Shen Bing Xiao Jiang, new manhua movie from Tom Wong
This week Shanghai Cinemas are pleasing us with a new movie from the man called “Hong Kong’s King of Comics”, Wong Yuk-Long, also known as Tom Wong. Therefore, we’ll use this week’s Cinematheque as an excuse to go through some 漫画 (manhua) history.
Manhua refers to comics in Chinese. Most manhua so far has been published in Hong Kong and Taiwan, mostly due to greater access to artistic freedom of expression and also because of closer international ties with Japan. Manhua often includes Chinese translations of Japanese manga.
Some manhua history, from it´s wikipedia page:
In 1925, the political work of Feng Zi-Kai published a collection entitled “Zi-Kai Manhua” in “Wenxue Zhoubao” (Literature Weekly). While the term “Manhua” had existed before when borrowed from Japanese “manga”, this particular publication took precedence over the many other description of cartoon arts that came before it. As a result the term manhua became associated with Chinese comic materials. The Chinese characters for manhua are identical for those used in Japanese manga and Korean manhwa.
Modern Chinese-style manhua characteristics is credited to the breakthrough art work of the 1982 “Chinese Hero”. It had innovative, realistic drawings with details resembling real people. Most manhua work from the 1800s to the 1930s contained characters that appeared serious. The cultural openness in Hong Kong brought the translation of American Disney characters like Mickey Mouse and Pinocchio in the 1950s, demonstrating western influence in local work like “Little Angeli” in 1954. The influx of translated Japanese manga of the 60s, as well as televised anime in Hong Kong also made a significant impression.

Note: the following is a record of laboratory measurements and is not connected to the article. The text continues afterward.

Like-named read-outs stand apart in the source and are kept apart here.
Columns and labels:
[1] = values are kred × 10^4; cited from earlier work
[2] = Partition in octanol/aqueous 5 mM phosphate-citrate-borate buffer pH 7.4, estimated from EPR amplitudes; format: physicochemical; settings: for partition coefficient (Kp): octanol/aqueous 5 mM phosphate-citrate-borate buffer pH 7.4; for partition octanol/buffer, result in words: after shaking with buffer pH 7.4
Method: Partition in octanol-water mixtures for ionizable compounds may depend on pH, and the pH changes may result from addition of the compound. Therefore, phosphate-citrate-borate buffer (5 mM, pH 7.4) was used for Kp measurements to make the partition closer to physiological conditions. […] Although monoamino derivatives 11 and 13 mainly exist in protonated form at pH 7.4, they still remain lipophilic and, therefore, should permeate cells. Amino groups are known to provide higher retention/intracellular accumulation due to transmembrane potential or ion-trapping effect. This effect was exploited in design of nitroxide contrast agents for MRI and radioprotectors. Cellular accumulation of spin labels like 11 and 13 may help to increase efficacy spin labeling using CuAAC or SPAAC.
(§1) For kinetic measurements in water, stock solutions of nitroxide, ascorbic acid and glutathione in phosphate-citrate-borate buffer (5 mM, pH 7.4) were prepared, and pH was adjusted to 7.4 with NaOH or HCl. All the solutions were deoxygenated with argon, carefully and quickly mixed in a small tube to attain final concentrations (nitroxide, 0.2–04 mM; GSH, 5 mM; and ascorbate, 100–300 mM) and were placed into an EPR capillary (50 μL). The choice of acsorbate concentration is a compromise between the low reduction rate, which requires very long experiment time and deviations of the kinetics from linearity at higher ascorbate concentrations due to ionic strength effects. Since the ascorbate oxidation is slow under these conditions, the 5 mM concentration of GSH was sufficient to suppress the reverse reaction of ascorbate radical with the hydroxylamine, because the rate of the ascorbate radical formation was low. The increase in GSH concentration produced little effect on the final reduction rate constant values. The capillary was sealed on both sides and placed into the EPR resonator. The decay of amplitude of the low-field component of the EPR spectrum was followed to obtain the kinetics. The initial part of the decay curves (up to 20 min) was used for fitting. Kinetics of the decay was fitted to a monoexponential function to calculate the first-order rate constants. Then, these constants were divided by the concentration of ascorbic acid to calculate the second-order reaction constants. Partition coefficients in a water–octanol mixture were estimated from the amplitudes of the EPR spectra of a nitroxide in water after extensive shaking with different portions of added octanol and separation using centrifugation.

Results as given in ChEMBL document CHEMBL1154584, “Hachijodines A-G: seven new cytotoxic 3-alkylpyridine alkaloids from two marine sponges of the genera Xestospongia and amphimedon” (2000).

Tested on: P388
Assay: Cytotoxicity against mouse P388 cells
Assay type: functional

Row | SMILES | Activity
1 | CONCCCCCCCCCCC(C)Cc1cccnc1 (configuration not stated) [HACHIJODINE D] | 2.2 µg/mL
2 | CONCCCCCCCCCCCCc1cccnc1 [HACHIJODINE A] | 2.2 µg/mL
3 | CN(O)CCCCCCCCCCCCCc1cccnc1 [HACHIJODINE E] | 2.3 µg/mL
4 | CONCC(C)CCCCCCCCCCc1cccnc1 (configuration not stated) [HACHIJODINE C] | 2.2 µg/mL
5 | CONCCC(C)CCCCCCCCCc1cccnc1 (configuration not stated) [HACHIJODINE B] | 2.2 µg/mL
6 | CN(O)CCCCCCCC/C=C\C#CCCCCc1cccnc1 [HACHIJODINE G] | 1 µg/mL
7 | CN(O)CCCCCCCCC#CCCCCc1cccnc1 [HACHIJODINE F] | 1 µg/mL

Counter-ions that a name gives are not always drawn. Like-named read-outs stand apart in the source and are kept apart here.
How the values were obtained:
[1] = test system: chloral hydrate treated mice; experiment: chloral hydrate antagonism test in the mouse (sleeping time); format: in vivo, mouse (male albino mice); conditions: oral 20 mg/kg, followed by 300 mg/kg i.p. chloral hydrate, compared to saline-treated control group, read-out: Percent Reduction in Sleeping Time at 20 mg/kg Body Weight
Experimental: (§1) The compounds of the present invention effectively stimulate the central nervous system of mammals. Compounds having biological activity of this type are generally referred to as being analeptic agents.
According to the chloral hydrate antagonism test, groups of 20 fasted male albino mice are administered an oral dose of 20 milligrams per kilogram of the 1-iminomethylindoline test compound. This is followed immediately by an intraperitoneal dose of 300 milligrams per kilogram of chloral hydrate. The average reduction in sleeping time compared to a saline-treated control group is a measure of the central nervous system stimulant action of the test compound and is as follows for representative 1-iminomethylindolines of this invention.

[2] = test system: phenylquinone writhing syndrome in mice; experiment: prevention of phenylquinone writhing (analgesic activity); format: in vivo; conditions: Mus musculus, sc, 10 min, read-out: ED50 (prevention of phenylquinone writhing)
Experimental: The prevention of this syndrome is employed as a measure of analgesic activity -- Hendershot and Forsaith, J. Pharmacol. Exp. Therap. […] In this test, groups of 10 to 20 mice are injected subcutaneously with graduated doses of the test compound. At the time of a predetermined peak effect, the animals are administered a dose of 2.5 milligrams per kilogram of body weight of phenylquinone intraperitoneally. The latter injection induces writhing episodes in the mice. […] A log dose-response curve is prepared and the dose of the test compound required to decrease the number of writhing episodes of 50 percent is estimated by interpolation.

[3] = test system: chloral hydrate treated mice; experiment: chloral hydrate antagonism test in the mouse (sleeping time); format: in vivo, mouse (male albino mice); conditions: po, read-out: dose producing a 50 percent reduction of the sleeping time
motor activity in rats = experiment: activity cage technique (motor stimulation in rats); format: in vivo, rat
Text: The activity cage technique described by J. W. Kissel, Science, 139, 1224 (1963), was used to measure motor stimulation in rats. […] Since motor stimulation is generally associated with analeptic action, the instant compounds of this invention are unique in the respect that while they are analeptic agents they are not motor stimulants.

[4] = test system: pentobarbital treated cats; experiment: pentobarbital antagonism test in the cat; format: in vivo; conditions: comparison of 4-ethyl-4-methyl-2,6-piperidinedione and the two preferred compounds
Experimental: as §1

Tony Wong Yuk-Long is a Hong Kong based manhua artist, publisher and actor who debuted in comics when he was thirteen years old, publishing his work in magazine Epoch Comic Weekly. Later on in 1971, he started his own company, “Yuk-long Picture Book Company”. He produced comics like ‘Little Vagabond’, ‘The Son of Ultraman’ and ‘Solar Lord’, but his best known kung fu manga, ‘Little Rascals’ (‘Siu Lau-man, later renamed ‘Lung Fu Mun’, ‘Oriental Heroes’), was created in 1972.